What should I do if my client loses capacity?

I’m acting in a civil litigation matter and have concerns about my client’s capacity. What should I do?

It’s for you to decide whether a client has capacity to instruct you and whether you can accept and act on the client’s instructions.

Although the Mental Capacity Act 2005 guiding principle is the presumption of capacity, the Solicitors Regulation Authority’s (SRA) Principle 7 requires that you act in your client’s best interests.

Under paragraph 3.4 of the SRA Code of Conduct for Solicitors, RELs and RFLs, you must consider and take account of your client’s attributes, needs and circumstances.

As such, you must satisfy yourself about their capacity if you have any doubts.

You must apply the relevant legal test for each transaction at the time the client needs to make the decision.

Your responsibility is to:

  • identify what the client needs to understand
  • support the client in the decision-making process
  • record in writing how this was achieved, including the client’s verbatim answers to questions raised

Further guidance on techniques for assessing capacity is set out in our guide on working with clients who may lack mental capacity.

If you're not able to form a view about the client’s capacity or an assessment is required for court purposes, such as an application to the Court of Protection, you should seek the opinion of an appropriately skilled and qualified professional.

A client might object to you getting a report. If this happens and you still have serious concerns that the client lacks capacity to provide you with instructions, you should take all reasonable steps to encourage your client to get a report.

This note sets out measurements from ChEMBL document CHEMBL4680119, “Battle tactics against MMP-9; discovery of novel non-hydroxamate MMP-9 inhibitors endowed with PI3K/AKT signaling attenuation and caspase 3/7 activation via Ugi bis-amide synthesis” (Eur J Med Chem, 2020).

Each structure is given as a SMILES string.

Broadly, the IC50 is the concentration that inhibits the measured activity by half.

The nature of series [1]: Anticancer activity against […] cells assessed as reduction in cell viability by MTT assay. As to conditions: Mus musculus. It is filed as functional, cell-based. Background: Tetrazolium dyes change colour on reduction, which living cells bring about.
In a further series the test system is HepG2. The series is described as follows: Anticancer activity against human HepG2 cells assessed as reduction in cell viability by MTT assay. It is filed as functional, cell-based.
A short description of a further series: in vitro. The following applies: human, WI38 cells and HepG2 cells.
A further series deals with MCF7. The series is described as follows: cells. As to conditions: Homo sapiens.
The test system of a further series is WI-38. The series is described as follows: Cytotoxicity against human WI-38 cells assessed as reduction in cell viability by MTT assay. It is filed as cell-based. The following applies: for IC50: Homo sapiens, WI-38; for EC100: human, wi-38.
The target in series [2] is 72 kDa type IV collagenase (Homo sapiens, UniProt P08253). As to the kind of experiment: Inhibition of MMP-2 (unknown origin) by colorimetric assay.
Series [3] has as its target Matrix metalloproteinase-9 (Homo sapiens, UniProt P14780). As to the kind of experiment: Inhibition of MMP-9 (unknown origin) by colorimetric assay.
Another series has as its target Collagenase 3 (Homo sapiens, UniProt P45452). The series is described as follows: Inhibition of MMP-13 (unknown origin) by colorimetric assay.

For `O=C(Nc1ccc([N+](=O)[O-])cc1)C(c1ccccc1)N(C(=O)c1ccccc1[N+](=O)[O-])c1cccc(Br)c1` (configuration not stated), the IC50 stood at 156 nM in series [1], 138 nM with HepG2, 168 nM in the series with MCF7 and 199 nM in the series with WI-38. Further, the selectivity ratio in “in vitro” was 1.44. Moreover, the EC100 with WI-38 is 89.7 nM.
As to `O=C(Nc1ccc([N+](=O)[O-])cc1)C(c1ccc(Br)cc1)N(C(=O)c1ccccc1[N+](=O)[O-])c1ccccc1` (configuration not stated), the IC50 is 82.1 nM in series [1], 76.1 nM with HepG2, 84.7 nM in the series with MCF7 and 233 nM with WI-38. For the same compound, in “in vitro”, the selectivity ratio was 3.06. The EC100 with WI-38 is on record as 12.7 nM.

If they still refuse, you must explain to your client in writing that you are unable to act for them, or to continue to act without a report.

You must also explain the potential legal consequences, such as a subsequent challenge and the transaction being set aside by a court.

If proceedings are being contemplated, or if you are concerned your client has lost capacity during proceedings, you can apply to the court for a determination of whether the client lacks capacity to conduct the proceedings.

The court may then order an assessment.

However, if the client refuses to undergo medical assessment then there is no power to order them to comply with an assessment of capacity.

Ultimately, it’s a court that decides whether the client has or does not have capacity, taking into account the evidence and various opinions (Masterman-Lister v Brutton & Co (Nos. 1 and 2) [2002] EWCA Civ 1889).

Where an existing client loses capacity to instruct you, you should as far as practicable take action to protect your client’s interests.

You may be able to act, or continue to act, on behalf of a client lacking capacity to instruct you by getting your instructions from a litigation friend, attorney or court appointed deputy.

You should also consider the requirement in part 21 of the Civil Procedure Rules that a protected party must have a litigation friend to conduct proceedings on her behalf.

For further information, see our guides to working with clients who may lack mental capacity and meeting the needs of vulnerable clients.


While every effort has been made to ensure the accuracy of the information in this article, it does not constitute legal advice and cannot be relied upon as such. The Law Society does not accept any responsibility for liabilities arising as a result of reliance upon the information given.

Have you got a practice question?

Call the Practice Advice Service on 020 7320 5675 or email practiceadvice@lawsociety.org.uk.

The Practice Advice Service is staffed Monday to Friday from 9am to 5pm.

Maximise your Law Society membership with My LS